Chamber Report Card committee a who's who of Nashville business

Wednesday, October 7, 2009 at 11:45pm

The Nashville Area Chamber of Commerce has identified the committee that will pilot this year's Education Report Card, the chamber's comprehensive analysis of state and local school data. This year's team will be co-chaired by Dr. Christon Arthur, an associate dean in the Department of Education at Tennessee State University and Cabot Pyle of the James Stephen Turner Family Foundation.

In addition to identifying the report committee, the chamber has identified two areas where it will focus recommendations: school funding and special student populations, including special ed, English language students and economically disadvantaged learners.

“Fundamentally, its an examination of how our system and our schools are funded to meet the objective of student success,” Marc Hill told The City Paper. “There's an issue of adequacy, equity and transparency, both at the system level and at the school level.”

The focus on special student populations will work to develop ways to ensure those demographics are performing to No Child Left Behind standards.

“Those special student populations are areas where Metro Schools have struggled,” Hill said.

According to new co-chair Cabot Pyle, the committee quickly identified to the two chairs and the areas they wanted to focus in.

“We tried to encourage prompt engagement, and we didn't have to work very hard at that,” Pyle said. “This is a very committed and enthusiastic committee. There was clearly a consensus with this group on these two focus issues.”

The committee includes:
Co-Chair Dr. Christon Arthur, Tennessee State University
Co-Chair Cabot Pyle, James Stephen Turner Family Foundation
Price Bell, DZL Management Company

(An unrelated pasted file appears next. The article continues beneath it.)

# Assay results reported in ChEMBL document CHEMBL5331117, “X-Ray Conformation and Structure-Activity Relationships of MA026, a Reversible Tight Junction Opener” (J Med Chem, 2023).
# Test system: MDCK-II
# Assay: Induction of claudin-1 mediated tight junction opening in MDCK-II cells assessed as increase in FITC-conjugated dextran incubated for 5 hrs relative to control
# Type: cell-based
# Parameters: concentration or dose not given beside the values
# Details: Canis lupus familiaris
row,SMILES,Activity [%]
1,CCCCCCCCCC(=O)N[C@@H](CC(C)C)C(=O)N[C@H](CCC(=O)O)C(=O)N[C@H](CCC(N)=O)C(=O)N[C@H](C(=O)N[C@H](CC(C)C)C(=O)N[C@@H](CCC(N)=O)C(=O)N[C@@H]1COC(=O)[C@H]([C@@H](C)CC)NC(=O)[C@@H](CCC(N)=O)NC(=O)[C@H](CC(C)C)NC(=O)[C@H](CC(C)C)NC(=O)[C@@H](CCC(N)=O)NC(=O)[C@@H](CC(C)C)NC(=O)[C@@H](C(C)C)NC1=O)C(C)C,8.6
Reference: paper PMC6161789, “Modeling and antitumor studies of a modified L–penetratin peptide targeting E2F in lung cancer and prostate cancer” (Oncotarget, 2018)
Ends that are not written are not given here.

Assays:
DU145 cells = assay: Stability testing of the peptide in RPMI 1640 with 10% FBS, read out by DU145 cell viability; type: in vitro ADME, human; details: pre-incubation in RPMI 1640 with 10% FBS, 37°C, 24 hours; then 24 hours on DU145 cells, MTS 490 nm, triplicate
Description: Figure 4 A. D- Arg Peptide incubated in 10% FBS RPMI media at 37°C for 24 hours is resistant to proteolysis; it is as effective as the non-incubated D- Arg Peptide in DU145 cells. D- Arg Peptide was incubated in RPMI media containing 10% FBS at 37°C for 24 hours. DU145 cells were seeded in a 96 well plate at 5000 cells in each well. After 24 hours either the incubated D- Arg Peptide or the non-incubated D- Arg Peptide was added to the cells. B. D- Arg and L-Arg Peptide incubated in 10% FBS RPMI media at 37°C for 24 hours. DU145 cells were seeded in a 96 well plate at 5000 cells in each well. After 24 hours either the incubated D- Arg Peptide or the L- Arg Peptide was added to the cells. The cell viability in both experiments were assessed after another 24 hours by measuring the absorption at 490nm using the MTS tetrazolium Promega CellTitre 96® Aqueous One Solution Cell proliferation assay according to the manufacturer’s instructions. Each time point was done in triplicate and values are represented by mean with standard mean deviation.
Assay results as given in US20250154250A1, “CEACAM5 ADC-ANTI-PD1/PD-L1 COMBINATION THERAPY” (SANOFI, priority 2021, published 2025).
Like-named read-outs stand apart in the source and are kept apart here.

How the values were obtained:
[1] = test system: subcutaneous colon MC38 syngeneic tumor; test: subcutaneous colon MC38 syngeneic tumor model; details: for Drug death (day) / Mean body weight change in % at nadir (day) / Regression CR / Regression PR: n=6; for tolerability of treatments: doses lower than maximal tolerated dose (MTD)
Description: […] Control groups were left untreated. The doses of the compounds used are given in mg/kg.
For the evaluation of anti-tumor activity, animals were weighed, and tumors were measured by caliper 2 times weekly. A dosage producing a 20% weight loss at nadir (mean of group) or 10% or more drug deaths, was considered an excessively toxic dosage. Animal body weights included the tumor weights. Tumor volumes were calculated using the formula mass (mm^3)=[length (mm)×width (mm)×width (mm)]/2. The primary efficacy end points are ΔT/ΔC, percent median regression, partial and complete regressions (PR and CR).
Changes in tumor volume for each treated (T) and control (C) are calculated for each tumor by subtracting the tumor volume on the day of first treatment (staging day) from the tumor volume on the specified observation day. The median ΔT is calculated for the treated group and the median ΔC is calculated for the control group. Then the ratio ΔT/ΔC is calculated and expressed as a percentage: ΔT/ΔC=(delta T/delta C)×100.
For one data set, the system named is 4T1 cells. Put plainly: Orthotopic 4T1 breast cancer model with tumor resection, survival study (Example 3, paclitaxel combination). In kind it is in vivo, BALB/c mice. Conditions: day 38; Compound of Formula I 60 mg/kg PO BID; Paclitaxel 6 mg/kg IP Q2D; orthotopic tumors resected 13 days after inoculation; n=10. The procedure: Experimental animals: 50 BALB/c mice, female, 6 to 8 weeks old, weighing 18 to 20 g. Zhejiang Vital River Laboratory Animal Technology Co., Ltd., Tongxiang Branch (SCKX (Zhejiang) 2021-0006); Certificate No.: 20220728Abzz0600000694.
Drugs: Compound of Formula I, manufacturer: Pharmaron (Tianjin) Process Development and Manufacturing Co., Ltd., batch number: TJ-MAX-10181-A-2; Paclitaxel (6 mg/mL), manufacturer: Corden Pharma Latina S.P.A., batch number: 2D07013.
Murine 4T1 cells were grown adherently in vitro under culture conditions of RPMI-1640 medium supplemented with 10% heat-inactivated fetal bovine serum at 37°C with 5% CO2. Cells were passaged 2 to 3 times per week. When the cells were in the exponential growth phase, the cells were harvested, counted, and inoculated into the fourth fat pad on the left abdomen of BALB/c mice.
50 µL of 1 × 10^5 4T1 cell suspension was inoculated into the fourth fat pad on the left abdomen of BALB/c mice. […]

Luz Belleza, Metro Nashville Social Services
Keith Belton, Fisk University
The Rev. Raymond Bowman, Spruce Street Baptist Church, IMF
Pam Daly, DK Associates
Andrea Dillenburg, Nashville Ballet
Jacobia Dowell, Healthways
Catrina Haley, Highwoods Properties
Michael Hayes, C.B. Ragland Co.
Marc Hill, Nashville Area Chamber of Commerce
John Hilley, Patmos Consulting
Lonnell Matthews Jr., Metropolitan Council, YMCA
Ginger Hausser Pepper, Center for Service Learning & Civic Engagement, TSU
Virginia Pirkle, Connexion Americas
Khaled Sakalla, International Academy of Design & Technology
Benjamin Smith, Youth Speaks Nashville
Bobby Lee Smith, Boys & Girls Club of Middle Tennessee
Jay Tift, ALOC Group
Margaret Whitfield, retired MNPS teacher
Cynthia Wiel, Hubbard, Berry & Harris, PLLC
Doug Williams, Middle Tennessee State University

 

2 Comments on this post:

By: frank brown on 10/8/09 at 5:37

Chances are that this study will identify money as the only thing that will provide education for uneducable. It never ceases to amaze me how accurate my high school coach was in his one sentence evaluation of certain people. "You can't make chicken salad out of chicken poop"

By: dogmrb on 10/8/09 at 10:24

Frank: it takes one to know one. With that philosophy, there is no way that the USA would be as great as it is. Many of our most renowned inventors, scientists, artists, etc didn't come from money, privilege or even middle class status. They were and are poor immigrants. They just were given educational opportunity. Start reading history and you'll learn something that your coach, obviously, didn't know to teach you.